Horta de Sant Joan, a small town of 1,300 inhabitants in the south of the province of Tarragona, wouldn’t have the same historical value if two simple elements had not met there: a tree and a painter. The tree is called Lo Parot, no less than a two thousand year old tree with the record for longevity in the peninsula. The painter, a certain Pablo Picasso (1881-1973). The same painter who one day said, “Everything I know I learnt in Horta”.
The olive tree was there when a young, 16-year old Picasso sick with scarlet fever came to this town in the Tierra Alta district, on the banks of the Ebro River. His great friend Manuel Pallarés, a natural to the area, invited him to spend a holiday in his house, promising him that his mother’s hen soups would give him back the vitality that the illness had taken away from him.
We do not know what effect the soups had on the master, but the visit certainly nourished his immediate love of the countryside. The genesis of his artistic concept of nature. A passion raised from the green and brown lands and the stake of the royal stable that framed the mountain of Santa Barberá before his eyes. The smell of a breeze. The same breeze that had swayed the leaves of the thick olive tree for the last 2,000 years.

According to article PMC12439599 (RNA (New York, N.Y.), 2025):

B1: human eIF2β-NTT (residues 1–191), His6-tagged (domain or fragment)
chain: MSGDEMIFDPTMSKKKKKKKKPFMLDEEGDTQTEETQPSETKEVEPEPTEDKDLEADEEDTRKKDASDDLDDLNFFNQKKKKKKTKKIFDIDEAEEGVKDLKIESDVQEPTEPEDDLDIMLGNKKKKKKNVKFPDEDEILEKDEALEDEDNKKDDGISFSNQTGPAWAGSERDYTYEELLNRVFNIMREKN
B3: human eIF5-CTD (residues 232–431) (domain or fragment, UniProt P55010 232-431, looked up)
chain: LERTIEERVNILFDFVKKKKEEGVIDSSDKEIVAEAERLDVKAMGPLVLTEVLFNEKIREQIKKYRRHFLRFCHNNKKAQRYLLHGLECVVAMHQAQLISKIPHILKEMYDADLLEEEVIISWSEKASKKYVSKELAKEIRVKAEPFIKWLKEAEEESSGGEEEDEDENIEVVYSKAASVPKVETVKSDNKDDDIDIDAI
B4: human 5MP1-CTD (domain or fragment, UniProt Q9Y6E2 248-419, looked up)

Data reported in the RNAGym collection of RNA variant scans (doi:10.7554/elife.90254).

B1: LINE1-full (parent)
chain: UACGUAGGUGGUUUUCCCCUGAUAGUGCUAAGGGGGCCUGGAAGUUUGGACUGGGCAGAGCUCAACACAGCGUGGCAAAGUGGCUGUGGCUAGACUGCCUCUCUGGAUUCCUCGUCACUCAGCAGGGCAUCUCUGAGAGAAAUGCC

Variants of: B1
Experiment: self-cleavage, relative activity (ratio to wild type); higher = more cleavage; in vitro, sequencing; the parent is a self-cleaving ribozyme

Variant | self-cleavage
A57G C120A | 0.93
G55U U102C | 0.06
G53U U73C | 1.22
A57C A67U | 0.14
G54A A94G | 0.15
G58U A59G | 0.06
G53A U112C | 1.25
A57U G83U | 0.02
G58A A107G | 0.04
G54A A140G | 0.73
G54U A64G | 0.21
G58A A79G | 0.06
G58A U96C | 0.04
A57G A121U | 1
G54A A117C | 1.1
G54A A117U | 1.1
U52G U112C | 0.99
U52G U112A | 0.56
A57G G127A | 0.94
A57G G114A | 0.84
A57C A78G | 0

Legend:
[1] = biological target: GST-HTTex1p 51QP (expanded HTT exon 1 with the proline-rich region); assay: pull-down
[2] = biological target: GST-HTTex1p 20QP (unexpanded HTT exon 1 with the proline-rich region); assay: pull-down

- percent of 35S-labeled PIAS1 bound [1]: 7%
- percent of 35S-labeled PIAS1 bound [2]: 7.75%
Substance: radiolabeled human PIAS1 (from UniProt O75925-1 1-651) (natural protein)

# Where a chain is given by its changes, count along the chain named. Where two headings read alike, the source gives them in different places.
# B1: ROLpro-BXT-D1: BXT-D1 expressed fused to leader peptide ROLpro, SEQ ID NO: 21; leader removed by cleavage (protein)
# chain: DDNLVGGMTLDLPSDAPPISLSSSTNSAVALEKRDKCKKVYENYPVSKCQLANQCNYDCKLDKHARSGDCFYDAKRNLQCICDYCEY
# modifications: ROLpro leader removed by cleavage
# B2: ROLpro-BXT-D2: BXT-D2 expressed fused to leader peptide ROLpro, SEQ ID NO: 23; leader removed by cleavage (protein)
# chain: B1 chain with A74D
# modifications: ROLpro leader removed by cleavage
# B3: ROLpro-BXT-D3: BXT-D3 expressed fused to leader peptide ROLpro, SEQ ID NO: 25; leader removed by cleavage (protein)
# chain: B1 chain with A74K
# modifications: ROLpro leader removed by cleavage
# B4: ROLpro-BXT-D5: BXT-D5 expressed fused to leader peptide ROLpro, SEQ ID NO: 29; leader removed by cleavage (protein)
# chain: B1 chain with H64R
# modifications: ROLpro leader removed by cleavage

So deep was the attraction that Picasso went off to the hills with Pallarés. They wanted to be part of the living canvas of what they saw from the village. Sheltered in a shepherd’s cabin, they painted and spent the days until a storm froze them and they had to turn their frames into firewood to make a fire and warm up.
When the painter returned to the town ten years later, his brushes were already cubist. He wanted to experiment with his new style in the town where the green had once enamoured him, and there was the olive tree. Still. Superb. Impassable. Not cubic.
Those who understand painting say that the nature in the master’s paintings would never have reached its prime without the place where the old Parot lives.
In the artist’s house, the lounge was always presided by one of his favourite paintings. It was a painting by his friend Pallarés: the scene of a place where there is a tree with thousands of years of history; of the mountain framing the living art he fell in love with; of where Picasso learnt; of Horta de Sant Joan.
Images: Josep Giribet. Direcció General del Patrimoni Cultural